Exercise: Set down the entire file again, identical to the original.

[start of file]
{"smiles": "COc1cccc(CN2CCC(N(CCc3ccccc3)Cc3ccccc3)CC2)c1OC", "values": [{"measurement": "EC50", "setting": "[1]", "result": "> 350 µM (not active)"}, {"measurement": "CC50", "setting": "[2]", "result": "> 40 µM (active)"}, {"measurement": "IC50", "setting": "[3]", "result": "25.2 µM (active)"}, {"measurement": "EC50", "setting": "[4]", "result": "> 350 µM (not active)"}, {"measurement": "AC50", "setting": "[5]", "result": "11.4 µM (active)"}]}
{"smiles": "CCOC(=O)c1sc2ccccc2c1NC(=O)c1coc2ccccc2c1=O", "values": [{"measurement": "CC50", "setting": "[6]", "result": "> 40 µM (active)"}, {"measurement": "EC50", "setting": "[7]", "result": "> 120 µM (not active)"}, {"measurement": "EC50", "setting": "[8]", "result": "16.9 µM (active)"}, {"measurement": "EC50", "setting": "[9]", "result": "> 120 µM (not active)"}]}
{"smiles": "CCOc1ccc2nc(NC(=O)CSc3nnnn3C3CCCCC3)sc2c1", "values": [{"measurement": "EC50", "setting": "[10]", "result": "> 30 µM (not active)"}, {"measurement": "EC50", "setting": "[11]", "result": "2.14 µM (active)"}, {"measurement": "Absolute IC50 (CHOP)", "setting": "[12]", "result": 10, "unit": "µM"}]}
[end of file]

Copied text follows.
{"smiles": "COc1cccc(CN2CCC(N(CCc3ccccc3)Cc3ccccc3)CC2)c1OC", "values": [{"measurement": "EC50", "setting": "[1]", "result": "> 350 µM (not active)"}, {"measurement": "CC50", "setting": "[2]", "result": "> 40 µM (active)"}, {"measurement": "IC50", "setting": "[3]", "result": "25.2 µM (active)"}, {"measurement": "EC50", "setting": "[4]", "result": "> 350 µM (not active)"}, {"measurement": "AC50", "setting": "[5]", "result": "11.4 µM (active)"}]}
{"smiles": "CCOC(=O)c1sc2ccccc2c1NC(=O)c1coc2ccccc2c1=O", "values": [{"measurement": "CC50", "setting": "[6]", "result": "> 40 µM (active)"}, {"measurement": "EC50", "setting": "[7]", "result": "> 120 µM (not active)"}, {"measurement": "EC50", "setting": "[8]", "result": "16.9 µM (active)"}, {"measurement": "EC50", "setting": "[9]", "result": "> 120 µM (not active)"}]}
{"smiles": "CCOc1ccc2nc(NC(=O)CSc3nnnn3C3CCCCC3)sc2c1", "values": [{"measurement": "EC50", "setting": "[10]", "result": "> 30 µM (not active)"}, {"measurement": "EC50", "setting": "[11]", "result": "2.14 µM (active)"}, {"measurement": "Absolute IC50 (CHOP)", "setting": "[12]", "result": 10, "unit": "µM"}]}